About this blogger:
A theorist, organist, and conductor, Jeff Ostrowski holds his B.M. in Music Theory from the University of Kansas (2004), and did graduate work in Musicology. He serves as choirmaster for the new FSSP parish in Los Angeles, where he resides with his wife and children.
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Essentially the Missal of St. Pius V is the Gregorian Sacramentary; that again is formed from the Gelasian book which depends on the Leonine collection. We find the prayers of our Canon in the treatise “De Sacramentis” and allusions to it in the 4th century. So our Mass goes back, without essential change, to the age when it first developed out of the oldest liturgy of all. It is still redolent of that liturgy, of the days when Caesar ruled the world and thought he could stamp out the faith of Christ, when our fathers met together before dawn and sang a hymn to Christ as to a God. The final result of our enquiry is that, in spite of unsolved problems, in spite of later changes, there is not in Christendom another rite so venerable as ours.
— Fr. Adrian Fortescue (d. 1923)

“Tantum Ergo” • Eleven (11) Harmonizations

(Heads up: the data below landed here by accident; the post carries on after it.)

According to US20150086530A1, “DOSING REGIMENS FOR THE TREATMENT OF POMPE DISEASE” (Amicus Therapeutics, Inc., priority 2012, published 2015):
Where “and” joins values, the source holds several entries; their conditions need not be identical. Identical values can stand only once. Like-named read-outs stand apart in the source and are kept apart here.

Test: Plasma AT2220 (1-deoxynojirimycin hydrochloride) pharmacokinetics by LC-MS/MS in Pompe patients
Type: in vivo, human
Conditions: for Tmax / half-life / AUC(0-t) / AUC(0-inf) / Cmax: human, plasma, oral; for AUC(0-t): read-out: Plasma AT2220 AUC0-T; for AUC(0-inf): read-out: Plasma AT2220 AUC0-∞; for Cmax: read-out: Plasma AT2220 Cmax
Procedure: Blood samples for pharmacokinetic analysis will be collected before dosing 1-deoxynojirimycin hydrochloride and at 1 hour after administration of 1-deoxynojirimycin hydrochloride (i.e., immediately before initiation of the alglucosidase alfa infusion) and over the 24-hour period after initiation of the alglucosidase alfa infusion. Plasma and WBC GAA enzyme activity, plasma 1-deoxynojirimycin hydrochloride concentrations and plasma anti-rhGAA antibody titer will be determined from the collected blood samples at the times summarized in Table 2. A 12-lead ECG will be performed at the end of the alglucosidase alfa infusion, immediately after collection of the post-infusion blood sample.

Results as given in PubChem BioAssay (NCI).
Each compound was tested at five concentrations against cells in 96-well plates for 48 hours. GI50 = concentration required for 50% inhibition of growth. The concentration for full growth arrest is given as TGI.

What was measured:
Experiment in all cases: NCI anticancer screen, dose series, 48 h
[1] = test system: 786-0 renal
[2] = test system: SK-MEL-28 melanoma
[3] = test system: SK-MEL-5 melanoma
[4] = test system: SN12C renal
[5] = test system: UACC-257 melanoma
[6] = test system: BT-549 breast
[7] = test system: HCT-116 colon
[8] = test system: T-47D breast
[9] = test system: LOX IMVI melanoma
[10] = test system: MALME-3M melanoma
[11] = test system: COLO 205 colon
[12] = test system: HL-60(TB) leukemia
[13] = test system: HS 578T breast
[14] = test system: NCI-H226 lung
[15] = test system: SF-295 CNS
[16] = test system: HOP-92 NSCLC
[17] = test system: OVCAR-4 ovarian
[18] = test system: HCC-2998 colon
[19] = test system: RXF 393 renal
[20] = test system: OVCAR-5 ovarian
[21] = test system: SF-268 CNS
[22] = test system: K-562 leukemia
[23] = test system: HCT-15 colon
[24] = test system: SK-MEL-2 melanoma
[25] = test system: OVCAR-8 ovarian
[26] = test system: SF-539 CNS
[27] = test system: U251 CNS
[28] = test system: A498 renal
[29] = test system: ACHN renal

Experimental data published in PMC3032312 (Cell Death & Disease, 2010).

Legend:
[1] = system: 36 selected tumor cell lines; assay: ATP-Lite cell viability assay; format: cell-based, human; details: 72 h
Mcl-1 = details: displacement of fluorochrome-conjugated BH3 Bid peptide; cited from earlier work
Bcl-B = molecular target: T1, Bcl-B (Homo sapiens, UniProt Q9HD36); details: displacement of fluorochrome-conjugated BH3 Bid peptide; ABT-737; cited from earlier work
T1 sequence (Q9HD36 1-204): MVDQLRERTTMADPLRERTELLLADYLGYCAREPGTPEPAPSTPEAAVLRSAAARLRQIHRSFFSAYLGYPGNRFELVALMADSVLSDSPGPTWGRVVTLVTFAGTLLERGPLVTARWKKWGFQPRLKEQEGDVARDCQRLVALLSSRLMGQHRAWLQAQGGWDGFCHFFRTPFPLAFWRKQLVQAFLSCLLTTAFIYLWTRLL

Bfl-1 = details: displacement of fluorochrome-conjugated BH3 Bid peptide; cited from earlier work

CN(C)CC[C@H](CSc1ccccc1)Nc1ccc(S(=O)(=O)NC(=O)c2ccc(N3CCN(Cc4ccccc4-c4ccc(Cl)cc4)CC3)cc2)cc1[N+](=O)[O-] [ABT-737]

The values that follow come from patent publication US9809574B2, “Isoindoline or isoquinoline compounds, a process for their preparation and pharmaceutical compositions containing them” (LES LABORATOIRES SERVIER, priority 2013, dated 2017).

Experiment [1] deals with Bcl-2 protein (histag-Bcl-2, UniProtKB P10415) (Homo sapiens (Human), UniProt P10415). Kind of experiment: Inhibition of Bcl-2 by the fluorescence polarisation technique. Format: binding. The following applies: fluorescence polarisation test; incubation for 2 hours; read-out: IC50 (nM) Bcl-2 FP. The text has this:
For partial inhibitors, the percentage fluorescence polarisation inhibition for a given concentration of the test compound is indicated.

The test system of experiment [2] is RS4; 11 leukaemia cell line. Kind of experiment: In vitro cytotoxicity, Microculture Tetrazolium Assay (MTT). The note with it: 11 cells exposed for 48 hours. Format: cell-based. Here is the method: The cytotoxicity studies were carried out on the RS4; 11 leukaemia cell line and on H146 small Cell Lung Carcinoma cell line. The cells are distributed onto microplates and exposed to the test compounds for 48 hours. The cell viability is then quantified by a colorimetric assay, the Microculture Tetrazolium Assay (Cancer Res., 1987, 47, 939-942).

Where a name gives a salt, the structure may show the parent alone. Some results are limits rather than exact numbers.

published 8 April 2016 by Jeff Ostrowski

580 MONSTRANCE F YOU WERE FORCED TO SIT DOWN and take an examination—from memory only—do you think you could write out a literal translation of the “Tantum Ergo,” which you have undoubtedly sung zillions of times for Benediction? If not, download this:

    * *  PDF TANTUM ERGO (Congregational)

If you have a really good organist—one who doesn’t hit wrong notes and doesn’t slow down the tempo when they struggle with the pedals—give them this accompaniment:

    * *  PDF TANTUM ERGO (Organ Accompaniment)

If your organist is still learning, consider the version found in the ORGAN EDITION of the Saint Edmund Campion Hymnal:

    * *  PDF TANTUM ERGO (Campion Hymnal, Organist Edition)

Here are nine (9) more versions, but be careful—the melodies don’t always match perfectly the version found in the Campion Hymnal:

    * *  PDF TANTUM ERGO (Nine More Versions)

Look how Fr. Adrian Fortescue (d. 1923) presents this beautiful hymn, and notice how he prefers “u” instead of “v” in Latin:

    * *  PDF TANTUM ERGO (Rev. Fortescue)

If you haven’t seen the way BENEDICTION is presented in the Jogues Illuminated Missal, I would encourage you to do so. It’s gorgeous, and includes both Latin & English.